Analysis of small-scale coastal aquaculture in the Philippines
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We studied the influence of the development of aquaculture in the Philippines on the local economy, focusing on coastal fishers in two towns in Capiz and Iloilo, Panay Island, Philippines. Coastal residents in the two towns closely depend on fishing and aquaculture for both their primary and secondary incomes. The small-scale aquaculture business commenced by coastal fishermen has been expanding particularly after the 1990s. The planting of mangrove trees is promoted and small-scale aquafarming is done by coastal fishermen who exert only small environmental loads. Small-scale aquaculture, including the aquaculture of shellfish, net cage culture, pen culture, and seaweed culture, requires low initial investment and imposes minimal workload on operators in terms of breeding management up to shipment, which is why most coastal fishing people want to continue in the business. On the other hand, pond culture, practiced before the 1990s, promises no further rise in production for several reasons that include overproduction of milkfish and the outbreak of diseases in shrimp and prawn. Under these conditions, small-scale aquaculturists in two towns have established a sustainable aquaculture production system that allows them to maintain mangrove forests, utilize natural recirculation functions and help local residents obtain income.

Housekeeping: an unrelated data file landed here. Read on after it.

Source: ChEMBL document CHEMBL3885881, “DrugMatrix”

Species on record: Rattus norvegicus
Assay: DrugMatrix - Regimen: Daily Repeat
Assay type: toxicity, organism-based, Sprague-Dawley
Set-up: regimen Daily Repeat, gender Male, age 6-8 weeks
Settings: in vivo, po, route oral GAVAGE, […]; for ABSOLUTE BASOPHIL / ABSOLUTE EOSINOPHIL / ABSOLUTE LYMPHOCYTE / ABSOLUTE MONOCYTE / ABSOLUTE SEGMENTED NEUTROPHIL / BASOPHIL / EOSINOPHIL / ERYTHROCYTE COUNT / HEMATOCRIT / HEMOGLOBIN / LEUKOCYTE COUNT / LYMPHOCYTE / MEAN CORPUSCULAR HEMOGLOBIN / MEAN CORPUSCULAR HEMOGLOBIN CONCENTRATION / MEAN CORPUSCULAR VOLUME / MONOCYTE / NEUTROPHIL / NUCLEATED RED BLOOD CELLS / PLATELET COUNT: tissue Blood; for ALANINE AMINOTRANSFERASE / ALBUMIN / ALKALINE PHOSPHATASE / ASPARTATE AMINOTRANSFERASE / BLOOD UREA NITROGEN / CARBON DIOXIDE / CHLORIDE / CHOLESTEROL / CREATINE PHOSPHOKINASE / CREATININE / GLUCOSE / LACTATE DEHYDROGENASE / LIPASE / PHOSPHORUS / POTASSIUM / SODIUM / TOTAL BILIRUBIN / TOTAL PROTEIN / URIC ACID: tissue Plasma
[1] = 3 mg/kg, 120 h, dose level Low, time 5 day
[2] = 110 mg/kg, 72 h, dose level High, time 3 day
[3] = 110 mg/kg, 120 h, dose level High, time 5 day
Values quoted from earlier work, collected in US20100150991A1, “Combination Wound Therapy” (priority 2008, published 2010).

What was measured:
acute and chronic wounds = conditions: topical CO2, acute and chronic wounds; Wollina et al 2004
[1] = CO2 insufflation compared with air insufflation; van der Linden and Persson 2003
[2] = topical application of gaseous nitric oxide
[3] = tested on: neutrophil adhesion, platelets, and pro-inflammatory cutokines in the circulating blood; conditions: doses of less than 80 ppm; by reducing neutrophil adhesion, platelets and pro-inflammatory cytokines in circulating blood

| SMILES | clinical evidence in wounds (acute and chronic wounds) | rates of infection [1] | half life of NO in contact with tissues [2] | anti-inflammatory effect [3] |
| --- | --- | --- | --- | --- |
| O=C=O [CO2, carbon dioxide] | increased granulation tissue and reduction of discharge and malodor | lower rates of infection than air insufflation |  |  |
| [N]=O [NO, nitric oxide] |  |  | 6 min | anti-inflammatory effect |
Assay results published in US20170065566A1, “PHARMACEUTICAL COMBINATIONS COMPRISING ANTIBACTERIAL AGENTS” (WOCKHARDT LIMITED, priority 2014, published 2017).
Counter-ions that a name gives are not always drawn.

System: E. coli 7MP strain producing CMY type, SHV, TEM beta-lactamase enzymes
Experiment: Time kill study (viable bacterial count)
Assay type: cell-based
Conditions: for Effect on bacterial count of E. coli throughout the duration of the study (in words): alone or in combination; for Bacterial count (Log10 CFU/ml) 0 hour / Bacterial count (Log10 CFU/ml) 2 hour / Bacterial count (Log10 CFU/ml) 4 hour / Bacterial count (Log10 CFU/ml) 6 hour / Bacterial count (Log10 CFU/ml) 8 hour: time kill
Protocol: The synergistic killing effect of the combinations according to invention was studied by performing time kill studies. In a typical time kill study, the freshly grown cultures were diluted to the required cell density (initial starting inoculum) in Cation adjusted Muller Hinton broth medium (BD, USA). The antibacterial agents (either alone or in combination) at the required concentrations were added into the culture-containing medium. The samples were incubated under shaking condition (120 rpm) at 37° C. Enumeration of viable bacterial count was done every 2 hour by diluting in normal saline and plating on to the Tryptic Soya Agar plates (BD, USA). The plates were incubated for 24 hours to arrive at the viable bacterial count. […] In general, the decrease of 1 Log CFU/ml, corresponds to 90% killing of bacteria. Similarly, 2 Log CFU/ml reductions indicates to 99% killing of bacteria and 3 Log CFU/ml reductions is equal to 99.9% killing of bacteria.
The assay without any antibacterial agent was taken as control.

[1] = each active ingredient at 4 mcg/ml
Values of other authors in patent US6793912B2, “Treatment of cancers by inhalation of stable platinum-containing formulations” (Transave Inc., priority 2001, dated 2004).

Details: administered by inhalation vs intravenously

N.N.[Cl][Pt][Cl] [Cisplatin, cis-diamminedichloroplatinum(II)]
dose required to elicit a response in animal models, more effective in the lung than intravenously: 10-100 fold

Matsuura, T., Siar, S. V., Salayo, N. D., & Baticados, D. B. (2007). Analysis of small-scale coastal aquaculture in the Philippines. In T. Matsuura (Ed.), Comparative Analysis of Aquaculture Management in Brackish Mangrove Areas in Three Southeast Asian Countries (JIRCAS Working Report No. 54) (pp. 65-72). Tsukuba, Ibaraki, Japan: Japan International Research Center for Agricultural Sciences
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